In the interest of authenticity, something else was considered, regarding the lighting. We know where this incident took place, and that it was on November 24th, 1971. One of MODO's cool functions is the ability to realistically set up a sun (or moon) light that physically matches the location's latitude and longitude, as well as the correct angle for the time of day. So, knowing the compass headings of the runways at the airports in question, it was possible for me to set up those runways, set up realistic lighting, and then inform the production team about it, so we could match those angles. For example, if the aircraft is flying north, we know the sun will be on the aircraft's left, and if the aircraft is flying south, the sun will be on the aircraft's right. Since it was in November, we know that the sun would be low in the sky, even in the earliest parts of the movie. (around 4PM) That's interesting, as you'll see in the fly-around move below.
The movie below is an example of the lighting conditions on that day, and was rendered for my own use, to spot problems before beginning compositing. Often, a fly-around like this will point out things about the model and it's lighting that you might miss otherwise. In fact, some problems only exists at one tiny angle, so it's worth discovering them in advance. (The runway and background here are just proxy parts, and not important.)
In the movie above, the aircraft is facing approximately north, with the camera doing the moving. The first thing you'll notice is that because the sun is low in the sky, there's a dramatic difference between the lit side and the unlit side. You can see the full range of tones, from a warm orange on the lit side, to a bluer "cold steel" look on the unlit side. It's also obvious, from certain angles, that the aircraft has no passengers. Attention is drawn to this fact by the reflections on the wings, and had to be fixed. Next, I noticed that the separate pieces of the center engine fairing were showing, due to some material changes that happened when I added the Northwest color scheme. (Later, I changed this seam to a vertical one, as on the actual aircraft.) The landing lights, at the wing's roots, need to be aimed lower, and slightly outward, and were corrected. During the project, I kept a running "changes list" of details like that, noticed in various tests, and fixed them one by one.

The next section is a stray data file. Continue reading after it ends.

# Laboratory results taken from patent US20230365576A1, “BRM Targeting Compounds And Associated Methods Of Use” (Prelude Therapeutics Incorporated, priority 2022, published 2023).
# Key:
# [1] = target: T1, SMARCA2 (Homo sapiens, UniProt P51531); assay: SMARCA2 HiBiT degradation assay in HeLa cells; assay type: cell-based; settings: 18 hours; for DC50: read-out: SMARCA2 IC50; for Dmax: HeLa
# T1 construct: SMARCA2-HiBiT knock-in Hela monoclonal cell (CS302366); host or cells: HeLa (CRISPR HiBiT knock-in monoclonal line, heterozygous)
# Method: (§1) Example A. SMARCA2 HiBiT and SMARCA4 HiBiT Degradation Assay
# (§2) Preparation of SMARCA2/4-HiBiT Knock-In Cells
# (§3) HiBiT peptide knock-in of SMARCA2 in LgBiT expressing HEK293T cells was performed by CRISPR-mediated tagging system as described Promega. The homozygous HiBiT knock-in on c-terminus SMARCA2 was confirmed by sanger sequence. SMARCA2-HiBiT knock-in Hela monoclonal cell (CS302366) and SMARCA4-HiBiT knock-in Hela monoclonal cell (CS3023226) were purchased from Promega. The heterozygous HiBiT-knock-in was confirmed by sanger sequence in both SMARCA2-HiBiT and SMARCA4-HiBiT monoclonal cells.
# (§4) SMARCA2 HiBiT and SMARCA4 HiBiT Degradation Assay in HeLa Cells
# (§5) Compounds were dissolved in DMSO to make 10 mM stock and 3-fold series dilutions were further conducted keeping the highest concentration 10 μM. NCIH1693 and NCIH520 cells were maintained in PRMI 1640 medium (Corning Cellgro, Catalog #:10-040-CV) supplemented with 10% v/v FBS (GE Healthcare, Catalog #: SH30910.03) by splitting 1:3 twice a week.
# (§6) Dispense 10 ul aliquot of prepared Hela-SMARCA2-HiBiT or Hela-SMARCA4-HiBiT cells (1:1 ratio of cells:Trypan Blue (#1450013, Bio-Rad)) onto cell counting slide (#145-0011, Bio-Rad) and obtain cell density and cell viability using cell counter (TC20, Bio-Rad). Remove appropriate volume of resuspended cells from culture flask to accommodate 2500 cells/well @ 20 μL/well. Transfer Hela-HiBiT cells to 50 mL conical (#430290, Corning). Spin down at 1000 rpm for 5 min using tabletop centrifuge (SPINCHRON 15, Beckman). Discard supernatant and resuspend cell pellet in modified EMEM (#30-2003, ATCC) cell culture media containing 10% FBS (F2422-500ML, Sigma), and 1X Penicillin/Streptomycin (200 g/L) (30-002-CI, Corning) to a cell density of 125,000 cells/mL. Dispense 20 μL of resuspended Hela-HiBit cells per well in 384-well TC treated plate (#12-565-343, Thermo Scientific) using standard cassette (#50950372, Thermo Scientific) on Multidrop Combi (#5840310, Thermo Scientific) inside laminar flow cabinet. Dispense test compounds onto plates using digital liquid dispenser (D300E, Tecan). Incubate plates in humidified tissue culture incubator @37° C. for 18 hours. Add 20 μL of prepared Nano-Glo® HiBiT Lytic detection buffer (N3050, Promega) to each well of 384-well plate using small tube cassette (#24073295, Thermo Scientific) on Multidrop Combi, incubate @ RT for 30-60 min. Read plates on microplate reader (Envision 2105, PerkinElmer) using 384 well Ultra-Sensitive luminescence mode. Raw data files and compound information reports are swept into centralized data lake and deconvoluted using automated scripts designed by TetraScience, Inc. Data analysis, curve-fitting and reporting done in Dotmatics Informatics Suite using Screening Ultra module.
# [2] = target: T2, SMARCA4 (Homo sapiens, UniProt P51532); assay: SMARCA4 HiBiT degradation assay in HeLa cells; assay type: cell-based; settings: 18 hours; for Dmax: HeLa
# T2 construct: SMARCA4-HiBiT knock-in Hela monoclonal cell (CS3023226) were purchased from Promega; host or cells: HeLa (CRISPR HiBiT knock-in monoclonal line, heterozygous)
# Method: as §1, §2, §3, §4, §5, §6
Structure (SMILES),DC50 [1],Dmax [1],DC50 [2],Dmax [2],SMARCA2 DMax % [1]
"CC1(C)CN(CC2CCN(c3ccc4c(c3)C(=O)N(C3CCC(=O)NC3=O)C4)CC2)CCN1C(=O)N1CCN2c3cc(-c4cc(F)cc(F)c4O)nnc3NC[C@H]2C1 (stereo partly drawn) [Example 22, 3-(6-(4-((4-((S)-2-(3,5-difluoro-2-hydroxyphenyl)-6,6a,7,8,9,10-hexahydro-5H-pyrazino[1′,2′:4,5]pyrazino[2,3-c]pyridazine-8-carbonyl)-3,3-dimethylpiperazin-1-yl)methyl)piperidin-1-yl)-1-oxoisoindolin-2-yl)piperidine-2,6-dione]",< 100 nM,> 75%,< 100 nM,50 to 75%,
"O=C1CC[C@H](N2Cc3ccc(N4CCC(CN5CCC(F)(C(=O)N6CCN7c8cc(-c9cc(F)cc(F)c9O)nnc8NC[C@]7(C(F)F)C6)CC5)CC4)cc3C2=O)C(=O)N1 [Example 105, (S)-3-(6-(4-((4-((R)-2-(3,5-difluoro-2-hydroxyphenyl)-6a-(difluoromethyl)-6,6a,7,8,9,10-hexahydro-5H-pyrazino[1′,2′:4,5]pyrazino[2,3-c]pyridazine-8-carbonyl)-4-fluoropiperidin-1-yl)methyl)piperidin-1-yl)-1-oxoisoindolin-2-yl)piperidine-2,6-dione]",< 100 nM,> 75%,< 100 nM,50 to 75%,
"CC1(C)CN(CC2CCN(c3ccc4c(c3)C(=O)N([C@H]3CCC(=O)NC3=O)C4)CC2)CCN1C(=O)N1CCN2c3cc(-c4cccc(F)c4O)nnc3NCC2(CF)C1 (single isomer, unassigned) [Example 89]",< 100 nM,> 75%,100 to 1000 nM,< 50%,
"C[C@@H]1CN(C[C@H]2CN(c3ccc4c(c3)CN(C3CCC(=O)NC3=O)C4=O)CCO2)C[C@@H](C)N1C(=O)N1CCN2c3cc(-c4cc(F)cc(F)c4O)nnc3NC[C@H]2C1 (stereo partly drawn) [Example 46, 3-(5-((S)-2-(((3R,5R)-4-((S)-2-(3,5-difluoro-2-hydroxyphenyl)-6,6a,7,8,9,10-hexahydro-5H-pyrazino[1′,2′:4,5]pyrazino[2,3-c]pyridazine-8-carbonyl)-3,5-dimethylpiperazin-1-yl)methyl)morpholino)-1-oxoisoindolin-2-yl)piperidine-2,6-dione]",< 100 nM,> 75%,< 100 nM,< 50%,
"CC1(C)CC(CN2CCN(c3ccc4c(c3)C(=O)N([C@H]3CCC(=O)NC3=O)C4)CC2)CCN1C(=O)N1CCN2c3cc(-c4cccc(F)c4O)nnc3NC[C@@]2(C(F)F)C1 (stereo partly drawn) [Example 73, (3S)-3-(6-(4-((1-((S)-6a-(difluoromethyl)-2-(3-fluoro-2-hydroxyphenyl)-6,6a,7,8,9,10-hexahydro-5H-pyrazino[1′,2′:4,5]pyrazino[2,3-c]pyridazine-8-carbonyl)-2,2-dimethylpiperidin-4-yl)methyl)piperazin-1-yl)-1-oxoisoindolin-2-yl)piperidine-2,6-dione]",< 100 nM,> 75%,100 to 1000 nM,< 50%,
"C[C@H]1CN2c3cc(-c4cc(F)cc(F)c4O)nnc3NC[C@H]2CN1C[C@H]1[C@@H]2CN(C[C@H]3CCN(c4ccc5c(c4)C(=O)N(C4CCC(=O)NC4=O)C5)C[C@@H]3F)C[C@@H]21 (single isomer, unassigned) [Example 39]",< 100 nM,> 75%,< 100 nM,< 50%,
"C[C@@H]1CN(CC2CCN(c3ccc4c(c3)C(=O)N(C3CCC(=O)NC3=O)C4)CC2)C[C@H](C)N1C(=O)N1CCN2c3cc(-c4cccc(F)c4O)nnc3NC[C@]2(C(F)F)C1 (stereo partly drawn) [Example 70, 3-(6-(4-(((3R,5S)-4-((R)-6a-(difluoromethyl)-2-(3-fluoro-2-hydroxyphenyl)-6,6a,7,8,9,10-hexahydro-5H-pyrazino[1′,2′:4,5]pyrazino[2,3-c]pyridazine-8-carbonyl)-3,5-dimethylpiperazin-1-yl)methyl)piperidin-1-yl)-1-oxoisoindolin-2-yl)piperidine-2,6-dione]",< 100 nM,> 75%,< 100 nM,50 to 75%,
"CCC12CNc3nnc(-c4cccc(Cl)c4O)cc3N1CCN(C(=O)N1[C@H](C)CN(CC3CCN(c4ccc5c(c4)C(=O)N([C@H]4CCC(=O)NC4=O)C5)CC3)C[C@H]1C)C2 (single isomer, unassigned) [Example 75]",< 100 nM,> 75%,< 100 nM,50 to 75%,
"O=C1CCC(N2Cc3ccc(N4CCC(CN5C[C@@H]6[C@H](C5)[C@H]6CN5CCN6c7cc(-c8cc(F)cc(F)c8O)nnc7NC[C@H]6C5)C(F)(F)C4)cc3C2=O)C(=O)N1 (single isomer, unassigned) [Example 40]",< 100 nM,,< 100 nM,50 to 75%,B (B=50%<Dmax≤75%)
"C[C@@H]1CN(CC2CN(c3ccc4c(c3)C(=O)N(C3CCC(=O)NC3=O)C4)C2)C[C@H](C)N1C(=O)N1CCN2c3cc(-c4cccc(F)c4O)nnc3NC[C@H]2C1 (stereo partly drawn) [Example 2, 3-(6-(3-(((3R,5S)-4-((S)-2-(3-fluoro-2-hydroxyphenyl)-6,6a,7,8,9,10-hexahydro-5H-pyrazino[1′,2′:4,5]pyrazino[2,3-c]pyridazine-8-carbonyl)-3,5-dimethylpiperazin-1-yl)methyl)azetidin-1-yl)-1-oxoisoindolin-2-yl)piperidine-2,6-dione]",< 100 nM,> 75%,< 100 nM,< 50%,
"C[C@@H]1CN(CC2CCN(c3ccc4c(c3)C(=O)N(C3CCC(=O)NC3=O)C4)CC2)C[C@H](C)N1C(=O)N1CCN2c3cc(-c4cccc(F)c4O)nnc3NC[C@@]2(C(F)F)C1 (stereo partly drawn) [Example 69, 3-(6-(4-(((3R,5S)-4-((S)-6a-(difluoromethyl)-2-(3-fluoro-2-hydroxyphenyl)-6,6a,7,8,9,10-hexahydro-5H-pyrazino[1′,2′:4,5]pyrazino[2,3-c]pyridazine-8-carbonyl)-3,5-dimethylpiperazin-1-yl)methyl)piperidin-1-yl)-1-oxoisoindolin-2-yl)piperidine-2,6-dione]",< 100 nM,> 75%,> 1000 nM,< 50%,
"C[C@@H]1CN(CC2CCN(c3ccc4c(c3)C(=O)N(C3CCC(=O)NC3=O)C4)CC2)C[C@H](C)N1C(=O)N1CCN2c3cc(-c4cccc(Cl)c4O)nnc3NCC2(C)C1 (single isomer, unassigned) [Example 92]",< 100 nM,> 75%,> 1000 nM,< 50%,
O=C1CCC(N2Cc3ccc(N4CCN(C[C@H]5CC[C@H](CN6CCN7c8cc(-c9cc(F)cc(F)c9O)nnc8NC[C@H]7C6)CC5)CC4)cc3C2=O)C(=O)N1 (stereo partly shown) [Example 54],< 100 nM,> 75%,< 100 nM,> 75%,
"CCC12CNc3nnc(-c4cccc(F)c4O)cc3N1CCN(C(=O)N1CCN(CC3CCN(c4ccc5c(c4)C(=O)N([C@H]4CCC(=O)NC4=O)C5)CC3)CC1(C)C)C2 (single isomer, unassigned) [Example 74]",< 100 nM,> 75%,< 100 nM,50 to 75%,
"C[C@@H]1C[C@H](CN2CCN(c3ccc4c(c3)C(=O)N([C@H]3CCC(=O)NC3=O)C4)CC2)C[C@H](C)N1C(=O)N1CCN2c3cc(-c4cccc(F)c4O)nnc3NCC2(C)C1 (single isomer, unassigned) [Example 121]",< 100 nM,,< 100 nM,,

In 1971, aircraft engines didn't burn fuel as cleanly as they do today. Depending on weather conditions, it was quite common to see exhaust smoke coming from the engines. So, I rigged a method of simulating that, and also made it possible to switch from a dark-colored smoke, as you can see below, to a lighter-colored smoke, to be used in high-altitude and night shots. The density of the smoke is also variable, for those different conditions.
To keep the render times down for this low-res test, I placed the aircraft nearly out of the frame, and shot it from a static viewing angle. Also, this version is only a one-second loop, and not the continuous effect you'll see in the movie. So here, it looks a little "flashy" or "jittery", but when viewed in continuous motion, against a varying backdrop, as you'll see later, it looks much more authentic.
The low-res test below shows the aircraft as the engines spool up, just before the start of takeoff. You'll notice that the darkness of the jet exhaust increases as the speed increases, so it's quite dense when the plane moves away.
Phase One Complete.
This aircraft is now "movie-ready", meaning that all of the things you can see, (paint, lighting, etc.) as well as the animation controls, are now all rigged, and functional. The next step would be to make several copies of this master file, and then customize each version to match the time of day, flight configuration, etc., to be used in creating all the separate movie scenes.
Below - Some composite shots of the model, ready for takeoff...
I don't expect to continue with this project, unless the opportunity comes up for another film on the subject.